Overall, I can’t think of a single problem I have with the C302’s keyboard, except that it doesn’t have the Pixelbook’s Assistant key. On that note, the Pixelbook is still the only Chromebook with Assistant.
The touchpad is a bit of a different story. It’s not particularly large, at four inches across (4.5″ on the diagonal), but it’s still perfectly usable. My main complaint is that it just feels cheap. For reasons unknown to me, clicking on the sides or top will sometimes sound like I’m breaking the whole mechanism.
Maybe it’s just my unit, but regardless of that problem, the C302’s touchpad isn’t anything particularly special. Then again, that’s to be expected from anything that isn’t a MacBook.
The C302 has a 12.5-inch 1080p IPS screen, which is a massive upgrade from the 1366×768 Latitude laptop I was using previously. Even though 1440p and 4K laptops are becoming commonplace, I think the C302’s screen is just fine. By default, Chrome OS will scale the interface to 1536×864, providing a good balance between readability and screen real estate.
Occasionally, I’ll set Chrome OS to 100% scaling when I’m working on some projects, but for the most part I leave it on the default. The bezels around the screen cause the laptop to look a bit dated compared to the Dell XPS 13 or Huawei MateBook X Pro, but the C302 is half the price of those laptops. The bezels also make the C302 easier to hold in tablet mode.
My only real complaint with the display is the aspect ratio. Most laptops in recent years have used a 16:9 aspect ratio, which is great for media playback, but not the best for productivity. The Pixelbook, Samsung Chromebook Plus/Pro, and other laptops use 3:2 screens. I’d love to have a taller screen for working.
On a final note, the C302’s screen brightness should be just fine for most people. You probably won’t be able to read much in direct sunlight, but I’ve never had a problem getting work done inside or in the shade.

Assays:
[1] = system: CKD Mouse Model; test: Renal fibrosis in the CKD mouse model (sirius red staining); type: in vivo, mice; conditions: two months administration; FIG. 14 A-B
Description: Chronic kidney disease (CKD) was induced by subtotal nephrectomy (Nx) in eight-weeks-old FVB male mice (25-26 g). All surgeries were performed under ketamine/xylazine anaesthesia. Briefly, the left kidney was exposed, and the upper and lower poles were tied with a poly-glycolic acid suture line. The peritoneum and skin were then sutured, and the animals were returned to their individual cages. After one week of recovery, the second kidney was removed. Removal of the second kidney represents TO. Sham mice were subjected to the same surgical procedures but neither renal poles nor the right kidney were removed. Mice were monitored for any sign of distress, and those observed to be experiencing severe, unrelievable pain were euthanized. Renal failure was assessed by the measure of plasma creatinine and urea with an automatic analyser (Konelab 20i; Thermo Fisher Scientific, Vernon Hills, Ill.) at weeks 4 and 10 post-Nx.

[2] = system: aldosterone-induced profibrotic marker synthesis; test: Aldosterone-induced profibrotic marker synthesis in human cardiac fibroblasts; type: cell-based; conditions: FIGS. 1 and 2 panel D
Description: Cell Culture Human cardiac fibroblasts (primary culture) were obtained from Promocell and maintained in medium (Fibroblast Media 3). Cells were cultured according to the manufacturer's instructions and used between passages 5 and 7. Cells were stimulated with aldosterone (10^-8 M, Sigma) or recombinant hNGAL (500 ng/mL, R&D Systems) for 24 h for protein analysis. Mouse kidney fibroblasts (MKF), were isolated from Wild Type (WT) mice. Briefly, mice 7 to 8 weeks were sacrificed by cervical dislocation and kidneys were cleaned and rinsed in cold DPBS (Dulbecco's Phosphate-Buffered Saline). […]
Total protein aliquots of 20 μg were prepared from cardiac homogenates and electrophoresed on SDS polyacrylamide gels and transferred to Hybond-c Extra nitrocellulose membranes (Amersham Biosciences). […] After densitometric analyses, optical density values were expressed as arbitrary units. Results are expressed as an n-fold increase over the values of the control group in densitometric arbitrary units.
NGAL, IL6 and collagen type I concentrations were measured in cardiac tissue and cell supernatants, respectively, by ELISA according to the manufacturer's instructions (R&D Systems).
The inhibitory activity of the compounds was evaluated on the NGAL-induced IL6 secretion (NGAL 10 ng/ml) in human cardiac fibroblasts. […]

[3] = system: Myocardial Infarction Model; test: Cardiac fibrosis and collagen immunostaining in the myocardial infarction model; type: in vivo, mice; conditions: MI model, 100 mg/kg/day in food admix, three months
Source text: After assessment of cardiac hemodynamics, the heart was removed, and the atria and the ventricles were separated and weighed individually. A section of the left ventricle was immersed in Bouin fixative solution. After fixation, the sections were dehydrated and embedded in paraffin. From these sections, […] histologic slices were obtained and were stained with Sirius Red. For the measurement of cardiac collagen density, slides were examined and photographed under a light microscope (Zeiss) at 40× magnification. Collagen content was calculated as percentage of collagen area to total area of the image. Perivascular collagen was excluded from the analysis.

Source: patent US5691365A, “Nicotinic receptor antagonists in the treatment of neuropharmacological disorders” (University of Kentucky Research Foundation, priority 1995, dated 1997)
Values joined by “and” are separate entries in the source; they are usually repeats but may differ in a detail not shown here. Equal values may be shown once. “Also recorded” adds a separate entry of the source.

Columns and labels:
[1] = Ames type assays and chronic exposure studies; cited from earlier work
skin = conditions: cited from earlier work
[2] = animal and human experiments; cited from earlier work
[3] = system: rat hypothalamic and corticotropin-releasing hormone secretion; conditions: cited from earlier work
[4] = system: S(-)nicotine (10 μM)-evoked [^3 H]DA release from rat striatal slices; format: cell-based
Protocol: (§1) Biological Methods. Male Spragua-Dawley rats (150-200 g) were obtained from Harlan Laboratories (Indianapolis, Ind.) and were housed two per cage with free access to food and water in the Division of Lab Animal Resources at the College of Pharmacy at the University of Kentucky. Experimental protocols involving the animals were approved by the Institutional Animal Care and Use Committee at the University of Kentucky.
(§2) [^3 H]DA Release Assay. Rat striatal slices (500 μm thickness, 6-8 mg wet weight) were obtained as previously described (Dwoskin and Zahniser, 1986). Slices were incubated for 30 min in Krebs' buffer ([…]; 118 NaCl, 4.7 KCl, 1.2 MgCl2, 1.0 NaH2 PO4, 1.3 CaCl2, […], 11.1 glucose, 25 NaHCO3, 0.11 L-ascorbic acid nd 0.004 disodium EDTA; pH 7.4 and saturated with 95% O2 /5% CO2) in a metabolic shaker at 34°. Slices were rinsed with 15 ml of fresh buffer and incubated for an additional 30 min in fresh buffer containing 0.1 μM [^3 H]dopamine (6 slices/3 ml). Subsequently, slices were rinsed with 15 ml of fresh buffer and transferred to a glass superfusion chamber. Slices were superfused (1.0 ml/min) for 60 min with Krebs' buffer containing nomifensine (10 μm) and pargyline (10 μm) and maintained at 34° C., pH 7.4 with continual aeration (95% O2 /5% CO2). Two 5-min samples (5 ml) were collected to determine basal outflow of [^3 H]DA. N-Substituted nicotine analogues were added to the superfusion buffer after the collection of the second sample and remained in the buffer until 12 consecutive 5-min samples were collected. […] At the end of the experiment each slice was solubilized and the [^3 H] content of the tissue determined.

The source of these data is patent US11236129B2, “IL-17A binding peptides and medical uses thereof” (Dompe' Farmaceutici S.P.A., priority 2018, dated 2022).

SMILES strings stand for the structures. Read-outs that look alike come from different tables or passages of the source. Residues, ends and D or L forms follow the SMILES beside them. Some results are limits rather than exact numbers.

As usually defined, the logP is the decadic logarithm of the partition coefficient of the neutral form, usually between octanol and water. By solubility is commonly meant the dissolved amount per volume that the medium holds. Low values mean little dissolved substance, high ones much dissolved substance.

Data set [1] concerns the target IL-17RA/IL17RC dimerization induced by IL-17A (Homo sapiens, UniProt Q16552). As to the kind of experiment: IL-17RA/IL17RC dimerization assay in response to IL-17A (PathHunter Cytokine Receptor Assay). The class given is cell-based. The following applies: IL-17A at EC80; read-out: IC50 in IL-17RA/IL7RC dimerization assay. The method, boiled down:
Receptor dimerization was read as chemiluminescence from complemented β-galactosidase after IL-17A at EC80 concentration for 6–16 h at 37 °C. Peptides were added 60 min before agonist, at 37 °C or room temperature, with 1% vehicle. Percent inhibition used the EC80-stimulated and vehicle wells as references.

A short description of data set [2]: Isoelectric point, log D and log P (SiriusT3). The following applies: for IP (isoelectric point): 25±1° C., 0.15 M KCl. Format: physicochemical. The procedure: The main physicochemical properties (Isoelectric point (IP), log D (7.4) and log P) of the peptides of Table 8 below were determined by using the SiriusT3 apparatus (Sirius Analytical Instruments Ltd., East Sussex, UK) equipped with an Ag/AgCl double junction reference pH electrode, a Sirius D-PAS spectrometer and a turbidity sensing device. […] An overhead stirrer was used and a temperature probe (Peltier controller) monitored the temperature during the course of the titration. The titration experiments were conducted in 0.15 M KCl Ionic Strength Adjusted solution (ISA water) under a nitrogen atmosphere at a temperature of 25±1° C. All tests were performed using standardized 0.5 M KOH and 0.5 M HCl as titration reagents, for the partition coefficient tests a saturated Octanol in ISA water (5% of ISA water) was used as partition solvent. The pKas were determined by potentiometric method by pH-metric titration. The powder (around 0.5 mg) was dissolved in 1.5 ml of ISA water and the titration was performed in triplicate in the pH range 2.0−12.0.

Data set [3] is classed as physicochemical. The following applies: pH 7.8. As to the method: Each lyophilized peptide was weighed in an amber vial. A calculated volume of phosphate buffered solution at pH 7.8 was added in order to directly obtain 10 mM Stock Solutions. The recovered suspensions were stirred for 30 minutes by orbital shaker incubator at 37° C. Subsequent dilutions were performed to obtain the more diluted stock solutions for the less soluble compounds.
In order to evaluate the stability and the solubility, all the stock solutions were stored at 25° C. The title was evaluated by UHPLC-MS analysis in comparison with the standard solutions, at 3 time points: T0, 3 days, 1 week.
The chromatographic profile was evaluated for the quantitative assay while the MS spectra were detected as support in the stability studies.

I have the m3 C302, with an Intel Core m3 6Y30 processor and 4GB of RAM. That CPU was released in 2015 and is based on Intel’s Skylake architecture, so it’s not cutting-edge tech by any stretch of the imagination. For context, this is the same chip used by the low-end Surface Pro 4, Samsung Galaxy TabPro S, and the early 2016 12″ Apple MacBook.
The main advantage of this processor is that it doesn’t require any kind of active cooling, so the C302 has no fans at all. The laptop is completely silent, but just like with smartphone and tablet processors, it will thermal throttle (become slower) under heavy load to avoid overheating. This isn’t really an issue though, unless you’re playing 3D games for an extended period of time.
So how does it perform in real life? I have no complaints. It boots up in about five seconds, multi-tasking works fine, and animations are smooth. At most, I usually only have about 20 tabs open (plus an Android app or two), so the 4GB RAM has never been an issue for me. Chrome OS is generally more lightweight than Windows or macOS, so the lower amount of RAM goes farther on Chromebooks.
Speedometer test on the Chromebook Flip C302
If you’re interested in benchmarks, my C302 scored 52.7 on the Speedometer test. Here’s how it stacks up against other popular Chromebooks:
- ASUS Chromebook Flip C100: 22.6
- ASUS Chromebook Flip C101: 34.57
- ASUS Chromebook Flip C302: 52.7
- Samsung Chromebook Plus: 36.9
- Toshiba Chromebook 2 (2014): 25.5
On Geekbench 4, the C302 received a score of 2,707 for single-core performance and 5041 for multi-core. On 3DMark’s Sling Shot test, the score was 4,520.
ASUS has also released other versions of the C302 that use a Pentium, Core m5, or Core m7 processor. In my opinion, the pricing for these other models doesn’t make any sense. Best Buy is the only retailer in the US selling the Pentium C302, but it’s only $16 cheaper than the more powerful m3 model from Amazon. The C302 with a Core m5 costs over $100 more than m3 model, but still has 4GB of RAM. Finally, you have the m7 model with 16GB of RAM for a whopping $900. For that price, you could just get a Pixelbook (which has a modern Core i5 processor, and is better in almost every regard).
The battery life of the C302 is also pretty great. Not only is the Core m3 chip very power-efficient, but Chrome OS has a knack for lasting longer than comparable Windows laptops. In my experience, the C302 usually tops out at 6-7 hours of usage. Again, this can vary greatly depending on your workflow.